We are still about a few days away from the vernal equinox, but it is impossible to mistake the signs of spring: Trees are blooming (gesundheit!), bees are buzzing, and birds are singing. In our canyon, the California quail have disbanded their large winter covey and are foraging in male-female pairs. In the past few weeks I’ve watched and listened to red-shouldered hawks claiming their territory. All that I’m waiting for is the return of the downy woodpeckers drumming on the utility poles and the arrival of mud-carrying swallows at the marine lab to know that spring has truly sprung.
One of my favorite spring sights–and sounds!–is the red-winged blackbird (Agelaius phoeniceus). They are in California year-round, but their raucous mating displays make them much more visible in springtime.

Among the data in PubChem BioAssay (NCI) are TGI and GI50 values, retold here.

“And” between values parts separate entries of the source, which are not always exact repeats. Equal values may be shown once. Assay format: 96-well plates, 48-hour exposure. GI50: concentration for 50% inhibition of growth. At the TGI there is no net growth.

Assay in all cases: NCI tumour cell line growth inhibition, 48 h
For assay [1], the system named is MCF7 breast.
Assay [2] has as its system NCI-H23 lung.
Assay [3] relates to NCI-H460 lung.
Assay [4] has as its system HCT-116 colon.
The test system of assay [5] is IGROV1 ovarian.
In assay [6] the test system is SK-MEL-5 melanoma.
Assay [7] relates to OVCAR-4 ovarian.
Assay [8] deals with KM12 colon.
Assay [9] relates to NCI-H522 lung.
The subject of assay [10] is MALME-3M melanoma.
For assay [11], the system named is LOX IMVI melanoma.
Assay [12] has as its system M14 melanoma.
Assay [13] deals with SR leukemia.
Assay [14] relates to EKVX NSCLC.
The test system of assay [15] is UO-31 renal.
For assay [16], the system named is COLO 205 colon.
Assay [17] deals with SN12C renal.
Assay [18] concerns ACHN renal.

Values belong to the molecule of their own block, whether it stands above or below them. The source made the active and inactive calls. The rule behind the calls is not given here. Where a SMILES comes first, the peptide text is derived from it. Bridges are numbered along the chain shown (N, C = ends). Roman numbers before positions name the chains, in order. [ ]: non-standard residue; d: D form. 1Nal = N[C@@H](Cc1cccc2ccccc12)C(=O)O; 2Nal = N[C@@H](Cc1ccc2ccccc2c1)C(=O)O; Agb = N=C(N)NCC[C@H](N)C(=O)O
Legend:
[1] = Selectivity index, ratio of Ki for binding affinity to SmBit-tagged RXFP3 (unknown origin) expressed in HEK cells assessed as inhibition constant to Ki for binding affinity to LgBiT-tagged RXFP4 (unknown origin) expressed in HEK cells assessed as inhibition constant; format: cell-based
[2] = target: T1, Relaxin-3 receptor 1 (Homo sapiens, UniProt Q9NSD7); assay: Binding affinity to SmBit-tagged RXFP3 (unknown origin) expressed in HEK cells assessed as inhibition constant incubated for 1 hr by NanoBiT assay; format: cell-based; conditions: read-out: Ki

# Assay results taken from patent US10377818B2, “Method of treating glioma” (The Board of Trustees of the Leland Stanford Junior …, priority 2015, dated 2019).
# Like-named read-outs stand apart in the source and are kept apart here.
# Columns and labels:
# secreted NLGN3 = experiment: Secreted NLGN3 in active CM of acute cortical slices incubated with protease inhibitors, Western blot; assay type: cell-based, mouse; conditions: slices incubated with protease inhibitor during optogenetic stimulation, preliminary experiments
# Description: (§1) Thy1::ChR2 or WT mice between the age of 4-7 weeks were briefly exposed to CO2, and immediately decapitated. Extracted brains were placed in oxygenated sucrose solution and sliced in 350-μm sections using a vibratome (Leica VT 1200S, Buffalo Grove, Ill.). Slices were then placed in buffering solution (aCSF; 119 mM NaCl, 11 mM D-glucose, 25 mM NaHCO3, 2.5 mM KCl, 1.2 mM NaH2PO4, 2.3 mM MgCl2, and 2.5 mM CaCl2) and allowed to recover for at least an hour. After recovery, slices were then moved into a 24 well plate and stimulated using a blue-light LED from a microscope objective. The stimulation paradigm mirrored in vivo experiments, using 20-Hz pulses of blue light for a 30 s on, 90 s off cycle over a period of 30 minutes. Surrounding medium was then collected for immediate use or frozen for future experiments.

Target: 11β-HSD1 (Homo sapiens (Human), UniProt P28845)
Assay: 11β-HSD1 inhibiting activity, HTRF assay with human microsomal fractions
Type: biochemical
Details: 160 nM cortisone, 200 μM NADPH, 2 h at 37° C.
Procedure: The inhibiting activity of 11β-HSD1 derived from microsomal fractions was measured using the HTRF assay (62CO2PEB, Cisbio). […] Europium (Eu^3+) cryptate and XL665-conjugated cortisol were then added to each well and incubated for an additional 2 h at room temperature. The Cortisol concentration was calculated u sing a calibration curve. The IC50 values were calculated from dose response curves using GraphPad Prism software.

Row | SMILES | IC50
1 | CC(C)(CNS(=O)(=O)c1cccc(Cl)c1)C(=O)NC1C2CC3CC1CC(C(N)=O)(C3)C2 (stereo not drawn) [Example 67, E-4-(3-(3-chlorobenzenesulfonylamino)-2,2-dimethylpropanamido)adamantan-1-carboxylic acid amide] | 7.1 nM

Male red-wingeds are a glossy black with puffy red epaulettes, which they flash as they are calling. This time of year it is common to see a bird perched on the end of a twig, showing off his shoulders and his loud, clear voice.
Here’s what it sounds like: Call of red-winged blackbird
The conspicuous markings and piercing call serve to advertise a male’s territorial claim. He states very emphatically, “This is my patch of rushes, so BACK OFF, DUDES!” If he is successful in holding off interlopers, a male may mate with several females within his territory. This is a Good Thing, no? Females benefit from this arrangement because a male who can stake out and defend a territory is presumably vigorous and will pass those healthy alleles to his offspring. So it’s a win-win situation and the best possible baby blackbirds are produced every generation.
Sexual selection in action! Gotta love it!